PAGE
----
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Dental Trends: Oil Pulling

The ancient practice of swishing certain types of oil in your mouth has been around in India and Southern Asia for centuries. It has been re-introduced into our society over the last 20 years and frequently shows up on our Facebook newsfeeds. It is a natural remedy and because of this, there tends to not be a lot of scientific data to substantiate the health benefits it claims. Some people will claim it does wonders, some will say it does not make a difference, and others have reported negative effects. Read on to find out why people are oil pulling, how to oil pull, and the American Dental Association’s stance on the topic.

There are many claims out there as to the benefits of oil pulling. The procedure has been suggested to: kill bad bacteria in your mouth, reduce bad breath, prevent cavities, reduce inflammation to improve gum health, and whiten teeth. Because of the lack of scientific evidence, these claims have not been proven, so don’t throw out your toothbrush! Brushing with a toothbrush, using fluoridated toothpaste and flossing are still the tried and true methods for achieving the above mentioned claims. It is believed that swishing with anything for 20 minutes, even water, may have the same effect. Swishing with mouthrinses have been found to be very effective and much easier to do.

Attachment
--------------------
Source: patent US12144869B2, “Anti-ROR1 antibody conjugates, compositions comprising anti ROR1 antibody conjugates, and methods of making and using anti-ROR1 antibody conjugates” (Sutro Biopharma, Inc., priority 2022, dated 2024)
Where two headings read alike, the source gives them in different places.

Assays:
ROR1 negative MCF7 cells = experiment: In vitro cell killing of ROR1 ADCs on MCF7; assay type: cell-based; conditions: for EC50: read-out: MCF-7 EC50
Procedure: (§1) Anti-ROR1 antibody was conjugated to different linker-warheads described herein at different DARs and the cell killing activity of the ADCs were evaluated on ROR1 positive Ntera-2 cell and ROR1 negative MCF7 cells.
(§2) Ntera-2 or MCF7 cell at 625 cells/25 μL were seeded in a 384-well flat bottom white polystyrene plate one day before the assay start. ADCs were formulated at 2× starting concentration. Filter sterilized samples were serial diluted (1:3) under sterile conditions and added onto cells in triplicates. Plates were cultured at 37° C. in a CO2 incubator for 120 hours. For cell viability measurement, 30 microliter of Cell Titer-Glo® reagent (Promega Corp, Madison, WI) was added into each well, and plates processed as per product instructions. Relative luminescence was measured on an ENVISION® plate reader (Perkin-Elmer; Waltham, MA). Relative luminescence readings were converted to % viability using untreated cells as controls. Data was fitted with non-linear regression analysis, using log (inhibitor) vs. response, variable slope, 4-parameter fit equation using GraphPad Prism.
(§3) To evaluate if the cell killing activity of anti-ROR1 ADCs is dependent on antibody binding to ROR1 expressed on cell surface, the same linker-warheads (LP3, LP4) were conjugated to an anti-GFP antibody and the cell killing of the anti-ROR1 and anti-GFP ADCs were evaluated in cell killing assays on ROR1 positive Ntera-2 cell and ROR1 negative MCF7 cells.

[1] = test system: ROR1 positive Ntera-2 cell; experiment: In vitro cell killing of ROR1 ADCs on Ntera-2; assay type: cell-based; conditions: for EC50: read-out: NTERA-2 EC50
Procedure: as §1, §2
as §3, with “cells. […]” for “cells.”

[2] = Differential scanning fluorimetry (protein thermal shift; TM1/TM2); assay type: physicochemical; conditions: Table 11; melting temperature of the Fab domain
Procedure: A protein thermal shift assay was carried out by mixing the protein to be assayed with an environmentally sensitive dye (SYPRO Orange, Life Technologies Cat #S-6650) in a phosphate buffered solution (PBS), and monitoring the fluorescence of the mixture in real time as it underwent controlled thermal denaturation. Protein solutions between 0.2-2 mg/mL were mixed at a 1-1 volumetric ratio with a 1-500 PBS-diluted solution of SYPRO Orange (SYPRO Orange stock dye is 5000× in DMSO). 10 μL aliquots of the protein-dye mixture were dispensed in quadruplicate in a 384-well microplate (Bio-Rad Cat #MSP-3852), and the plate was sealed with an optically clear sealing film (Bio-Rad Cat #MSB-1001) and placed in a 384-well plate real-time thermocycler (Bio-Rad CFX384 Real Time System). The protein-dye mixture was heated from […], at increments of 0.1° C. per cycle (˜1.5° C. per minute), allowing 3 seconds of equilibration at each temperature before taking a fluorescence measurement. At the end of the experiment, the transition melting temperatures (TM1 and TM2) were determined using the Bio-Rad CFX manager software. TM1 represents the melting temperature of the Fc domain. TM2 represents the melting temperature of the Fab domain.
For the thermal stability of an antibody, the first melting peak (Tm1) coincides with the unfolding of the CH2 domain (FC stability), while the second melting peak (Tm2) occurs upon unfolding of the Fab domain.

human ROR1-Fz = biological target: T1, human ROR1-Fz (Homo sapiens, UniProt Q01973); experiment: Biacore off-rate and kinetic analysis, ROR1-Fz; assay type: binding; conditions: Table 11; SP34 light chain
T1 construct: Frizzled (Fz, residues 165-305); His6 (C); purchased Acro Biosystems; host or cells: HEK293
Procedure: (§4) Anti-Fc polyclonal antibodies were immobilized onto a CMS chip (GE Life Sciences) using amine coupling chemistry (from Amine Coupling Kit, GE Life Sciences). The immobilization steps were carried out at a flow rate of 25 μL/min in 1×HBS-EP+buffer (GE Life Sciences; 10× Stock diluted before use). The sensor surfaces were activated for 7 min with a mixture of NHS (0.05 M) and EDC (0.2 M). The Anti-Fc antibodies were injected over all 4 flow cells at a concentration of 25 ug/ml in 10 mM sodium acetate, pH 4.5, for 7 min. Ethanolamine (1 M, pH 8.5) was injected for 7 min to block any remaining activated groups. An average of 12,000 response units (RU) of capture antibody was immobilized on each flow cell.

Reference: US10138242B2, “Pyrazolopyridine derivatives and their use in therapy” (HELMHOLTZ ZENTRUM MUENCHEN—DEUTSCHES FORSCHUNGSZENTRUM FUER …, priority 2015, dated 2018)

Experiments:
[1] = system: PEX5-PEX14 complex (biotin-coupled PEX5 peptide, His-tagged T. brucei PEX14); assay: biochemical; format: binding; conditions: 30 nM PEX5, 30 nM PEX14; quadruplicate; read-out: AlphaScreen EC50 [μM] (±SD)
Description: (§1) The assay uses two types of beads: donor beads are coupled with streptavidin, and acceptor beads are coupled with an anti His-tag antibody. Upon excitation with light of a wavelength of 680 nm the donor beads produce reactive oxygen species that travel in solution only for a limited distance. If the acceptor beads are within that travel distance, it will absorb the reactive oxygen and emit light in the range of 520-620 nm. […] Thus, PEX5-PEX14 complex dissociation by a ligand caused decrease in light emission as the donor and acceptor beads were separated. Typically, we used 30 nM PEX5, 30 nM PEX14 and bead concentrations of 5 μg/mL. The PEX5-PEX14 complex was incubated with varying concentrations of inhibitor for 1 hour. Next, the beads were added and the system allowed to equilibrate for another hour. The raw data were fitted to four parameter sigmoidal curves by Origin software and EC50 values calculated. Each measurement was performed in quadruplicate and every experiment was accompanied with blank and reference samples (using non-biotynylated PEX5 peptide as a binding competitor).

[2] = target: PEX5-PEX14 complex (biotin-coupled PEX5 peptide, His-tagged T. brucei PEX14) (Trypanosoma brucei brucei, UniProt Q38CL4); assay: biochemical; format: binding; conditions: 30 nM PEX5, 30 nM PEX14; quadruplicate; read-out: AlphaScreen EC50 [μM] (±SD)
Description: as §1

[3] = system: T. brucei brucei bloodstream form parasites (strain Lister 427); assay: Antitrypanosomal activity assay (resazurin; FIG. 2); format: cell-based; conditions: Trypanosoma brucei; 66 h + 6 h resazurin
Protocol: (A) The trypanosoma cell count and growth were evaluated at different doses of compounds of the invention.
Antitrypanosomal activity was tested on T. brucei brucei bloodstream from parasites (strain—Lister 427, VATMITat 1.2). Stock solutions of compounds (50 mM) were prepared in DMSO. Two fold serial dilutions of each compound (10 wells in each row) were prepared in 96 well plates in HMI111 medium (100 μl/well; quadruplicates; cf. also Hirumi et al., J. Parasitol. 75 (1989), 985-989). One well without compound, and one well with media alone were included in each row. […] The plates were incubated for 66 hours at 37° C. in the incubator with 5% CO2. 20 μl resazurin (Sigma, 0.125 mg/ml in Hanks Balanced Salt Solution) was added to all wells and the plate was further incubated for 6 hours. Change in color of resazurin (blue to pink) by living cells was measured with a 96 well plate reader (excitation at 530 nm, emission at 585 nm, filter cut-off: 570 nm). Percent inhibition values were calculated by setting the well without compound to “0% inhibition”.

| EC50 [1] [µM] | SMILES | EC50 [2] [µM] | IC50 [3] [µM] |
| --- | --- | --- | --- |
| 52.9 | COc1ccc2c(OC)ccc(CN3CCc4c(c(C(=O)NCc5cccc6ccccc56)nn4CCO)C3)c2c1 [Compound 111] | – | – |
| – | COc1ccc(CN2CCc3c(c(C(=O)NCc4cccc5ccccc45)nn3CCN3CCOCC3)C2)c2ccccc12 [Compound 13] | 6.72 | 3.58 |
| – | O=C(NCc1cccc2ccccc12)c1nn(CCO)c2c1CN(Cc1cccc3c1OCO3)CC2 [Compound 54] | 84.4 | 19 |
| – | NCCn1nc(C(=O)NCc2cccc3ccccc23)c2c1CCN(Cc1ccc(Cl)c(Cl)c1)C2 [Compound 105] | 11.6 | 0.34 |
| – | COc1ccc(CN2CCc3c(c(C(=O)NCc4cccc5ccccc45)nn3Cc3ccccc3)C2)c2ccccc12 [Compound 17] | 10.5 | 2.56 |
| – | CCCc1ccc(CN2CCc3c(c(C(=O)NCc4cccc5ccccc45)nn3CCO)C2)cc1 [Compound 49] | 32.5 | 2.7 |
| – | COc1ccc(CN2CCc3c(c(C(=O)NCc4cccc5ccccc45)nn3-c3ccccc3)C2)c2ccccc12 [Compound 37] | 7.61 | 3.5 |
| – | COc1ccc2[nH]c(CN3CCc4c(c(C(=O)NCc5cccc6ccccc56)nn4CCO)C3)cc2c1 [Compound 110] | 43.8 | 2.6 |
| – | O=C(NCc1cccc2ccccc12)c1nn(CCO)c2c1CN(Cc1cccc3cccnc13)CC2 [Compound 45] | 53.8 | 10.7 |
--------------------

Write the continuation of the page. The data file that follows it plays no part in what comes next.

So how is it done? The oil pulling is done by swishing a high-quality edible oil such as coconut, sesame, olive or sunflower oil. It can be swished for 1-5 minutes and up to 20 minutes. About one teaspoon is the amount that is needed. It is recommended that the oil pulling is done before eating breakfast and that the oil should not be swallowed but spit out in the trash can to avoid clogging the sink pipes. It is not a vigorous swish, otherwise you may experience jaw pain as 20 minutes of swishing is a loooong time! Afterwards, you should rinse with warm water.

According the American Dental Association, “Currently, there are no reliable scientific studies to show that oil pulling reduces cavities, whitens teeth or improves oral health and well-being. Based on the lack of scientific evidence, the American Dental Association does not recommend oil pulling as a dental hygiene practice. The ADA continues to recommend that to maintain good dental health you brush twice a day for two minutes with fluoride toothpaste and floss between your teeth once a day and don’t use tobacco.” Source:

And there you have it, oil pulling cannot replace your traditional oral hygiene routine and if I feel like swishing, I’ll be using mouthwash instead.

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